My Mother’s Funeral
by Adriana Páramo
Adriana Páramo’s poignant and atmospheric memoir, My Mother’s Funeral, traverses time and place as she recalls her Colombian childhood, her indomitable mother, and the intractable bonds of family origins. Immersing readers in an unfamiliar and often mysterious world, Páramo’s mesmerizing narrative bears the hallmarks of the fiction of Gabriel Garcia Marquez and Isabel Allende, yet is firmly grounded in reality. “With her luminous and elegant prose, Páramo gives us a deeply moving and richly observed portrait of not only a family but an entire nation,” says Patricia Engel, author of Vida. “Full of hope, tenderness, and redemption, My Mother’s Funeral is a memoir of astonishing beauty; a spellbinding and devastating meditation on the ways we are transformed by love and loss, and how we may leave our home, but our home never leaves us.”
As the title suggests, the memoir begins with death—the passing of Páramo’s mother, matriarch of a poor and proud family. As she rushes from Florida to Medellín for the funeral, she is flooded with a torrent of memories—not only of her mother, but of her absent father, and a childhood marked by poverty, but also by love, discovery, and rebellion. Her final memories of her mother are shaded by the aging woman’s Alzheimer’s, but the whole story Páramo reclaims here begins before the writer was born, and the journey she will takes is a composite of all the women her mother was.
Páramo’s mother, Carmen, met her father at a party in her small hometown of Mariquita in the early 1950s. Swept up in the romance, the virginal bride moved away with her new husband, and quickly learned the truth about his wandering ways. Still, Carmen bore him six children—one son and five daughters—whom she singlehandedly raised. Determined that her children would not be condemned to the same life of hardworking drudgery, she rode them hard and brooked no arguments about her circumscribed view of the world. But, there was much love and laughter in the home as well, as Páramo recounts some hilarious, even magical escapades. Steeped in a culture little known to American readers, the memoir offers a rare glimpse into its cuisine, mythology, realm of women, and views on sex and religion.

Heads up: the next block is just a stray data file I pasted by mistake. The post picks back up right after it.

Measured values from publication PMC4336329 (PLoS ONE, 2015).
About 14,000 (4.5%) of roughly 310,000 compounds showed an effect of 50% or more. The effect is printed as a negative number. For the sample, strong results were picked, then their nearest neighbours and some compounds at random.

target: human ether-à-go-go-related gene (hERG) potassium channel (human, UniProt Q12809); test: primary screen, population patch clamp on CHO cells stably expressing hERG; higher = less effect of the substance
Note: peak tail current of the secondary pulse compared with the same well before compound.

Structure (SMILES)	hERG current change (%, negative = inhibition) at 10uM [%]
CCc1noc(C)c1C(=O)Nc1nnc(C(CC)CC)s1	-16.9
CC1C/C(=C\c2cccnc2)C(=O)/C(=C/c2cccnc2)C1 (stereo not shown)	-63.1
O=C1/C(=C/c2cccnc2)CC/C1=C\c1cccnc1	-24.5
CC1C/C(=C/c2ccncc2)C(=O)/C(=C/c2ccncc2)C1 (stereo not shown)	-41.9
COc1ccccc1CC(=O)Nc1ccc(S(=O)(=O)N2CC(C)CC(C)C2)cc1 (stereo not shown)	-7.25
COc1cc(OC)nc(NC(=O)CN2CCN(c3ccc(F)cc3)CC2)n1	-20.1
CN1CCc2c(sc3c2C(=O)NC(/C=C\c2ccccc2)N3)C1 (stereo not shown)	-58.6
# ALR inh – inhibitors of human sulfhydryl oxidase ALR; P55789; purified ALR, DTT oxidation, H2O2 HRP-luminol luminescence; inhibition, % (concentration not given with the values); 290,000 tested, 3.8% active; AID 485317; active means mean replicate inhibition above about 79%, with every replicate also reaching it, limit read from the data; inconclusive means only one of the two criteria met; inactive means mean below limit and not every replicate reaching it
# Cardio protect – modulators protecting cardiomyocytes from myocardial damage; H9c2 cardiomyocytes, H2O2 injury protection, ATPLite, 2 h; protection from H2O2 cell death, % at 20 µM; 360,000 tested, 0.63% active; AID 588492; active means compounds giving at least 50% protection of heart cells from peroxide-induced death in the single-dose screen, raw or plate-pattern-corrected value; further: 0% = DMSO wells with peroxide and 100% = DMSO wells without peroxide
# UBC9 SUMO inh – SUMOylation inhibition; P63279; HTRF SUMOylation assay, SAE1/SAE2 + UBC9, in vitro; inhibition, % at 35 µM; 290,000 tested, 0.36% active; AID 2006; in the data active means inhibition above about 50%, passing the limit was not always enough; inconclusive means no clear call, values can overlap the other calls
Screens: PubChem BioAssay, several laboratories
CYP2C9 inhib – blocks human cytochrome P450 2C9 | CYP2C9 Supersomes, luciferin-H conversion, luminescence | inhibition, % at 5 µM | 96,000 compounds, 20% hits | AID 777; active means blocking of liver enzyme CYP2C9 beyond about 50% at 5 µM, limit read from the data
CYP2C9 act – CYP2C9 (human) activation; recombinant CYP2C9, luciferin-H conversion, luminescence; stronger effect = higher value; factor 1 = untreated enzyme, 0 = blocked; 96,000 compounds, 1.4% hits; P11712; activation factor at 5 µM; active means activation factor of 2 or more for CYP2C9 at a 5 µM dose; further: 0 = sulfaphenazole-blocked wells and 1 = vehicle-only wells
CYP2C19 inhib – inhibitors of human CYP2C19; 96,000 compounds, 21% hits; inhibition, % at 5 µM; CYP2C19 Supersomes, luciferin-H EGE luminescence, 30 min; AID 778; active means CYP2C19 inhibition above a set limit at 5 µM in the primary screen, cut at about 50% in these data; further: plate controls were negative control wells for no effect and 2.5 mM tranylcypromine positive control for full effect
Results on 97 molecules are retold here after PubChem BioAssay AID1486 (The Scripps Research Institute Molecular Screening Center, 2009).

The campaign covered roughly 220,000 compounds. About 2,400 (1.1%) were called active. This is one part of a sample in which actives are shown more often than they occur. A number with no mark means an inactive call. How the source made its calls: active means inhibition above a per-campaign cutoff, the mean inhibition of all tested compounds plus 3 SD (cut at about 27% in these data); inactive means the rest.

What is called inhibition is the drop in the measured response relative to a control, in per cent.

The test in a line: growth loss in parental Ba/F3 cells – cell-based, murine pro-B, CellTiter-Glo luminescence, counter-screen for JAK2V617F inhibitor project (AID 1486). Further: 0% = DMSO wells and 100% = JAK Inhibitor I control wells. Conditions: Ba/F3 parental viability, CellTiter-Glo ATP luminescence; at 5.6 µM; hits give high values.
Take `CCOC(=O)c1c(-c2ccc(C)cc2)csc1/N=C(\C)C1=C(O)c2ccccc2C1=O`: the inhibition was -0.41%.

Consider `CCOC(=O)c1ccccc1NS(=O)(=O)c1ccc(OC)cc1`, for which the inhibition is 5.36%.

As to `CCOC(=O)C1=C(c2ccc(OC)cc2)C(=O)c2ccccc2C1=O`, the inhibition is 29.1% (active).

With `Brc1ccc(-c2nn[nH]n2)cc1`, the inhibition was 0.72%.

As Páramo came of age, she would clash with her mother, particularly as the younger woman embraced radical politics, with violence mounting in Colombia, and pushed against the constraints of her provincial life. Yet, as she takes this journey of the heart to understand the sources of her rebellion, the writer at last come to terms with the force of nature that was her mother, and the indelible mark this woman has left on her daughter’s life. As she faces the implications of her mother’s death, and reluctantly bids this remarkable woman an earthly goodbye, Páramo comes to terms with a new truth: “Mom and I had been a unified whole. Without her, there was no me.”
“Adriana Páramo takes the experience of her mother’s death and funeral in her native Colombia as the jumping off point for an emotionally sprawling, heart-rending and gut-laugh Libretto about her family’s life, loves, realities and illusions, poverty and the riches of the heart in the land of her birth,” says Kerry Dean Feldman, Professor Emeritus of Anthropology, University of Alaska. “In this intensely personal and evocative memoir, Adriana Páramo confronts her own past, her family’s past, and, to some extent, her homeland’s past,” adds James Cañón, author of Tales from the Town of Widows. “She uses her personal experiences to recreate her mother’s life, to convey her own loneliness and isolation, and to try to answer questions concerning life and death that are worthwhile, and that often take a lifetime to answer.”
About Adriana Páramo
Adriana Páramo is a Colombian anthropologist winner of the Social Justice and Equality Award in creative nonfiction with her book Looking for Esperanza. Her writing has appeared in Alaska Quarterly Review, The Los Angeles Review, Consequence Magazine, Fourteen Hills, Carolina Quarterly Review, Magnolia Journal, So To Speak, Compass Rose, andPhati’tude, among others. Páramo has volunteered her time as a transcriber for Voice of Witness, a book series which empowers those affected by social injustice.